Besides the millennials the remaining 35% of India’s population cannot be ignored. A large part of this segment is habituated to paying using the old instruments of payments like cheque, cash, etc. Banks cannot ignore to streamline the transaction processes related to these traditional modes of payments. Banks need to recognize that the new has not come in to replace the old, but rather to complement the old.

The problems don’t just end there. Most software systems in a bank accept and process data in a specific format. Additionally, different payment and settlement channels have their own data formatting and technology standards, which increases complexity of transaction processing leading to transaction failures due to issues such as “session timed-out”.

The advent of UPI and other immediate payment mechanisms that are like UK’s Faster Payment scheme of the United Kingdom pose multiple risks due to accelerated velocity of payments. A UPI transaction facilitates instant funds transfer from one party to another – the messaging and availability of funds to the receiving party happens in real-time/near-real time, but the actual settlement between banks happens at a maximum interval of one day. This exposes the acquiring bank to a certain amount of risk because the funds are made available to the recipient much before the settlement takes place between banks. Inter-bank settlement for most types of transactions happen in a batch mode, the frequency of which varies with the mode of payment.

While UPI mandates the completion of 23 different settlement cycles in one day, IMPS has 4 different settlement batches that are run. Leaving aside RTGS, where inter-bank settlement happens in real-time/ near-real-time, banks must complete multiple settlement cycles per day for each mode of payment. The increase in scope translates into increased complexity of transaction processing.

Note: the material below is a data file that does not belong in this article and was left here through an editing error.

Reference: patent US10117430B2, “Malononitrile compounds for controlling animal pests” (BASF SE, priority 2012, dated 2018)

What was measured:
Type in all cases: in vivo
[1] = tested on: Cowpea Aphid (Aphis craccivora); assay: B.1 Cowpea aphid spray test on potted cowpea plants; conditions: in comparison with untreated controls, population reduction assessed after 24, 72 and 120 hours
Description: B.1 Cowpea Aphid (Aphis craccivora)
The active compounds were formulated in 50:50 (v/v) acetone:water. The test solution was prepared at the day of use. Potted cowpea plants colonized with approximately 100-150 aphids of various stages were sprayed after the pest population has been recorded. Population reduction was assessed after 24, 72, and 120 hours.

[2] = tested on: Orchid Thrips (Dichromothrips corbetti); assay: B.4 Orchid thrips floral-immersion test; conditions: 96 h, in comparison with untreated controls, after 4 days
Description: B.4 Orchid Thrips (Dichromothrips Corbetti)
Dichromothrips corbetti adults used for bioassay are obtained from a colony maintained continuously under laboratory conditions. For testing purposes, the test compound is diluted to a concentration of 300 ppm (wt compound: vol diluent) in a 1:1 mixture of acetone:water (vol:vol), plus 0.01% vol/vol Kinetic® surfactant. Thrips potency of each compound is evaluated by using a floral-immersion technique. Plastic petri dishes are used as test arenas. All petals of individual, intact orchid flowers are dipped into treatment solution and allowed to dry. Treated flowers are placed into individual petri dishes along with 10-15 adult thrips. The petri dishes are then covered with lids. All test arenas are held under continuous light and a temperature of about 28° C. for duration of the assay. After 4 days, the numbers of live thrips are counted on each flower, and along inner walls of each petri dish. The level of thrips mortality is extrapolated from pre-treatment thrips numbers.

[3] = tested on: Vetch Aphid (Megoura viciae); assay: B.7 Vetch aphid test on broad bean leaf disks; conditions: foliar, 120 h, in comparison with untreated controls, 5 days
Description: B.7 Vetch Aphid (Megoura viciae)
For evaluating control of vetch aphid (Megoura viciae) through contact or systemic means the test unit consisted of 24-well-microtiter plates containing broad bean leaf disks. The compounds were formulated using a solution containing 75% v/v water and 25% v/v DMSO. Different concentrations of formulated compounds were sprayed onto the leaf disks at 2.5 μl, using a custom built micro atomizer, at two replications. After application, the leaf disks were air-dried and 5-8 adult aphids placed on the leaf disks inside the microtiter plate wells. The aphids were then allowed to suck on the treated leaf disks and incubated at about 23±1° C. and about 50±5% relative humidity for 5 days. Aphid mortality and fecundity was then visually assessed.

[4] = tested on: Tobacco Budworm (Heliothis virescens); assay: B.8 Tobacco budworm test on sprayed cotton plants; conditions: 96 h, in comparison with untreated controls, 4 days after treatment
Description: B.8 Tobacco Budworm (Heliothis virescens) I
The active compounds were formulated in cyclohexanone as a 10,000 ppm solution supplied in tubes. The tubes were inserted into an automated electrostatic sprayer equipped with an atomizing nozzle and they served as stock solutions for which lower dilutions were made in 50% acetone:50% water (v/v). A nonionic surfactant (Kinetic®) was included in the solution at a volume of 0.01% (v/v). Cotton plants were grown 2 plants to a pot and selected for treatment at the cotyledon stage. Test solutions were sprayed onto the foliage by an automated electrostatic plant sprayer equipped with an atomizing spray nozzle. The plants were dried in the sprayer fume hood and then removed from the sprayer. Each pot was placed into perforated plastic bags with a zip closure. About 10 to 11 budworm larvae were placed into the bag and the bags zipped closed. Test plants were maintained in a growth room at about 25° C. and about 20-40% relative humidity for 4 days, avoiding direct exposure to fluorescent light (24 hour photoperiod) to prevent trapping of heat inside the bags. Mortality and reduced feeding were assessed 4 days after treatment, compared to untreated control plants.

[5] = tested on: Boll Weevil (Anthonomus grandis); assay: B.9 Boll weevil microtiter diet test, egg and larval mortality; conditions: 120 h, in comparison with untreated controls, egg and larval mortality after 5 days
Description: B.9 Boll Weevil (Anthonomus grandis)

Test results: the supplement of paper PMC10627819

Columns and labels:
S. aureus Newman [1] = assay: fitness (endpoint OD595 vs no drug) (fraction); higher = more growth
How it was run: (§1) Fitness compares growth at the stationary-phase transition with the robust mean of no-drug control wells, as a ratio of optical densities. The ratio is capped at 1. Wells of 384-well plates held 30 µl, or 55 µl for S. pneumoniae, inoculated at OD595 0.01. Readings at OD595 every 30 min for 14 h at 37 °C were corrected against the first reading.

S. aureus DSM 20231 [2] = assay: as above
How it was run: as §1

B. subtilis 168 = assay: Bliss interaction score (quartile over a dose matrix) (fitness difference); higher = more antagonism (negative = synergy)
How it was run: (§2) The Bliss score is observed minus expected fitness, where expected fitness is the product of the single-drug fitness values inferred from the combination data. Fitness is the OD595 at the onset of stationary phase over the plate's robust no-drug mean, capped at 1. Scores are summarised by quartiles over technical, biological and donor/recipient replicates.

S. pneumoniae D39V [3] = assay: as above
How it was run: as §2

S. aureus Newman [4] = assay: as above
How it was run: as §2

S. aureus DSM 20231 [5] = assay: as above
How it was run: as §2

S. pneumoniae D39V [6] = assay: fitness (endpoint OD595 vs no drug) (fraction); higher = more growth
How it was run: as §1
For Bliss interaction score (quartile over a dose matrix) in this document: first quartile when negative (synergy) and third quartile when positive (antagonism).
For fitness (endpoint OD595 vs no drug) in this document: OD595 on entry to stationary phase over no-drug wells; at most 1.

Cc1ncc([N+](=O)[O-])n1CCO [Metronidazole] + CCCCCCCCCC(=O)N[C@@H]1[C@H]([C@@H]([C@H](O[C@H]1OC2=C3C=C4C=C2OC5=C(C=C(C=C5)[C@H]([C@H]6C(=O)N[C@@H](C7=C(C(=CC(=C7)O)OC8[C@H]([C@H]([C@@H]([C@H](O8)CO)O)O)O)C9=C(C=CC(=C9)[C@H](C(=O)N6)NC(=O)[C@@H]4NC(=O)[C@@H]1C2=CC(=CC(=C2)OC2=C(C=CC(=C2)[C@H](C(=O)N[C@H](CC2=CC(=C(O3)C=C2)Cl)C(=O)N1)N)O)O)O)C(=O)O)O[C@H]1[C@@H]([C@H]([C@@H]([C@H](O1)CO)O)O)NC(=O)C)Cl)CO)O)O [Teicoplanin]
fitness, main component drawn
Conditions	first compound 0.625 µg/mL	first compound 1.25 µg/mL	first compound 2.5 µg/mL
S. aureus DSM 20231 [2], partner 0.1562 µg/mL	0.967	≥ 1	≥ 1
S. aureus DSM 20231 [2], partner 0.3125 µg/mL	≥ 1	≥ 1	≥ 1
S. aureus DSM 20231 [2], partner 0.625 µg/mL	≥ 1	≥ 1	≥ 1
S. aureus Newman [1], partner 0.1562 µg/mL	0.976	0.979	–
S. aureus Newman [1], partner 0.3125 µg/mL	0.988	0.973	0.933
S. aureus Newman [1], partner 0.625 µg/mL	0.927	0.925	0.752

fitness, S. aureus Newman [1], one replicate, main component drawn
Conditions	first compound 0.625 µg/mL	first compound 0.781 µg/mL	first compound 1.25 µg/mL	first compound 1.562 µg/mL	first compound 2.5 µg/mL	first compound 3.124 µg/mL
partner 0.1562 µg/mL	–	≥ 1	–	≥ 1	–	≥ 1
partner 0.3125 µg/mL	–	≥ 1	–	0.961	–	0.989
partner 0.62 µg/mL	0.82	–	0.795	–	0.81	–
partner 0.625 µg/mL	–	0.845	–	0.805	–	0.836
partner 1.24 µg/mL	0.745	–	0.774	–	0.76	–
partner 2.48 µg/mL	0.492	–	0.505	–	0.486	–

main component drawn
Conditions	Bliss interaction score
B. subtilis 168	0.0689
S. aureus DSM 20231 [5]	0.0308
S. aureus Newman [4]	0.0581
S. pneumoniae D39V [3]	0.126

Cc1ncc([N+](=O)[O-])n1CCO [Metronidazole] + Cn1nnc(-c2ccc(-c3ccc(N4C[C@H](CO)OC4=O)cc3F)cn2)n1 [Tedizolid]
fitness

Proactive monitoring of various types of frauds and automation of enterprise-wide reconciliation can insulate banks and its customers from potential fraudulent payments. The risks managers in a bank have a difficult task to detect and prevent frauds originating from the financial crimes committed both by internal staff and cyber criminals. In an economy like India, where a large part of our population has started embracing digital channels of payment, there is a need to protect the first-time users who can easily fall prey to fraudulent practices. The rapid proliferation of the modes of payments makes it imperative to have an enterprise wide reconciliation process.

What is the solution?

For starters, a banks internal payment processing environment needs to be transformed into an efficient and agile digital payment machine. While there is a need to enable rapid diffusion of innovation, there is also a need to move to a fresh business, data and process approach to improve competitiveness and relevance.

The industry needs a homogenous payment landscape dotted with core banking system, enterprise fraud management, and unified reconciliation. The payment environment should provide the capability of straight through processing for any type of transaction, originating from any channel for both corporate and retail clients.